Calderdale householders could be given a vote on whether there is to be a council tax rise.
Councillors agreed in February that a 3.5 per cent increase would be necessary in 2013 and 2014.
But David Cameron told the Conservative Party Conference that any councils intending to put up council tax by more than 2 per cent will have to hold a referendum.
If they freeze tax levels, they can expect to receive an extra 1 per cent grant, said the Prime Minister.
Calderdale Council’s resources spokesman, Coun Bryan Smith (Lab, Ovenden) said: “This is just another off-the-cuff announcement, ratcheting up the pressure on councils, making it almost impossible to plan ahead and putting front line services at even greater risk.”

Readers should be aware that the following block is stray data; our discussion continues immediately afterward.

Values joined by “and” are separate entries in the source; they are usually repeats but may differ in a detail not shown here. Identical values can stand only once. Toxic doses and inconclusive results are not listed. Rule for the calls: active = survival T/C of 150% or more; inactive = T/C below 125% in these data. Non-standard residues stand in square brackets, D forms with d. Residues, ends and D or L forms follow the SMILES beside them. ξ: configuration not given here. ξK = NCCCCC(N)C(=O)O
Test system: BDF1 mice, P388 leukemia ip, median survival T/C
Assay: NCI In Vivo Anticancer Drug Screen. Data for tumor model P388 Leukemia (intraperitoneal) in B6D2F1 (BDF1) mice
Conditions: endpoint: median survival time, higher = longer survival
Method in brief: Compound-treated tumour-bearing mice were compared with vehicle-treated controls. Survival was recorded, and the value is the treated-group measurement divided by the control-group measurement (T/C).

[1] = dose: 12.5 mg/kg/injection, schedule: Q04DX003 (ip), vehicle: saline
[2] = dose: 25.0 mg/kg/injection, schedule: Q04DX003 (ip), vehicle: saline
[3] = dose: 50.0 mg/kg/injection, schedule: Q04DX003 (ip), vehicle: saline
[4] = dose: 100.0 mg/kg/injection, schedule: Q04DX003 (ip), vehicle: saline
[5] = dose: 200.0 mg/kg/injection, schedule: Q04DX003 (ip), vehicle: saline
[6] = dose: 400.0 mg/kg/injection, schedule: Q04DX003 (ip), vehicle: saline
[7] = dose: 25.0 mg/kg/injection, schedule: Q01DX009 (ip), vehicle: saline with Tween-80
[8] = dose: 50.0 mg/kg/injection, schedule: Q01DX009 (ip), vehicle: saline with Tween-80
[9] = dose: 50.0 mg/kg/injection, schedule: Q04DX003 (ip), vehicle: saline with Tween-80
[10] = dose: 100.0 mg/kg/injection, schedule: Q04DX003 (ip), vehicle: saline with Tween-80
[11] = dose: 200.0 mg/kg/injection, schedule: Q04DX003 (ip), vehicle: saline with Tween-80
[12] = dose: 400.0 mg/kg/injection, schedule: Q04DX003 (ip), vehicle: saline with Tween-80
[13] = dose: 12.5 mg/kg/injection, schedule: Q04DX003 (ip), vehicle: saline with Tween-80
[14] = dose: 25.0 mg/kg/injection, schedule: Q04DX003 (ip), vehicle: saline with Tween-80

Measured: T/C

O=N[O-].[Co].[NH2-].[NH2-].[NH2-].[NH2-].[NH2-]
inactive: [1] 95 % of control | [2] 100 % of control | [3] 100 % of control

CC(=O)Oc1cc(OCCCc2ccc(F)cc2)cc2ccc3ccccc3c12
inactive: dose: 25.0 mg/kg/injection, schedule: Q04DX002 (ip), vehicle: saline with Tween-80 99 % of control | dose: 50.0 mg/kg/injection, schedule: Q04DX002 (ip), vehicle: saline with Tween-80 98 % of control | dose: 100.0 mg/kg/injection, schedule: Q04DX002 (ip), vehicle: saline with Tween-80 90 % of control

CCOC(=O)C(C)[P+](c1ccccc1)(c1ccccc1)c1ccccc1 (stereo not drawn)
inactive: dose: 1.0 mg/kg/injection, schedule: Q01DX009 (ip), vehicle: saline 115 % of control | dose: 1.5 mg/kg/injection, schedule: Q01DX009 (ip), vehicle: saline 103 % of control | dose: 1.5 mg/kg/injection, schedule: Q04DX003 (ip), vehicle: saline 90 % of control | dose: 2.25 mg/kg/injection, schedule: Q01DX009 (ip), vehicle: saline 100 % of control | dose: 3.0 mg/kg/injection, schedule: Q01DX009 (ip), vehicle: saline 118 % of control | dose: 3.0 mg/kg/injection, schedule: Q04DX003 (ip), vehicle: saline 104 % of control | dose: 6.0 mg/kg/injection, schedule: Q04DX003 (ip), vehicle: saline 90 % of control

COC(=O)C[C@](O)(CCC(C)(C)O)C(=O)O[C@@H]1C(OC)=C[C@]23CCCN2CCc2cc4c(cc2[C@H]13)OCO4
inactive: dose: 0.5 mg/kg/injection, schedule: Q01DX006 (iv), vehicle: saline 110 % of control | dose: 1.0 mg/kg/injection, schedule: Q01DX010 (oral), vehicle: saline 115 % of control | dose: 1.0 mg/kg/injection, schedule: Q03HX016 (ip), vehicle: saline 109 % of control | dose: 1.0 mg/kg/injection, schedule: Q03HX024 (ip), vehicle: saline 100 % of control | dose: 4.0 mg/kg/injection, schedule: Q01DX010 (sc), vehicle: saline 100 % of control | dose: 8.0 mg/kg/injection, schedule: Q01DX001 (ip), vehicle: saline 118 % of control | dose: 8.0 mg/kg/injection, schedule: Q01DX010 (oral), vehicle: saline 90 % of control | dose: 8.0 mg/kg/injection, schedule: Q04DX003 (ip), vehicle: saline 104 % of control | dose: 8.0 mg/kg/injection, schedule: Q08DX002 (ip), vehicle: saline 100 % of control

Halifax MP Linda Riordan said: “A council tax freeze sounds good but does nothing to help Calderdale residents in the long-term.
“Government policies are damaging this area enough and all this would do is tie the council’s hands, forcing it to make more cuts. It’s a cynical and gimmicky policy.”
Unless council tax goes up, councillors will face increasing pressure to trim services and staff in order to make savings to its £228 million budget, of which only £70 million comes directly from householders.
Last month, council leaders issued a dire financial warning about the need to make “very significant” spending reductions which could have “a catastrophic impact” on non-statutory services such as libraries, museums, swimming pools and sports centres, street sweeping, snow clearing, parks and gardens.